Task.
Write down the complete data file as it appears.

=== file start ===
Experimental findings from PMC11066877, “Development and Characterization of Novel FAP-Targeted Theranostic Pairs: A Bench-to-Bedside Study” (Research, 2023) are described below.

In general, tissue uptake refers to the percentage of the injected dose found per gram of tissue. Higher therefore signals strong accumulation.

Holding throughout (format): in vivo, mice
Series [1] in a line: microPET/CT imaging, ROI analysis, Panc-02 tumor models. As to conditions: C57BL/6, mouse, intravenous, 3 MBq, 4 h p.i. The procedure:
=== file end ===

Experimental findings from PMC11066877, “Development and Characterization of Novel FAP-Targeted Theranostic Pairs: A Bench-to-Bedside Study” (Research, 2023) are described below.

In general, tissue uptake refers to the percentage of the injected dose found per gram of tissue. Higher therefore signals strong accumulation.

Holding throughout (format): in vivo, mice
Series [1] in a line: microPET/CT imaging, ROI analysis, Panc-02 tumor models. As to conditions: C57BL/6, mouse, intravenous, 3 MBq, 4 h p.i. The procedure: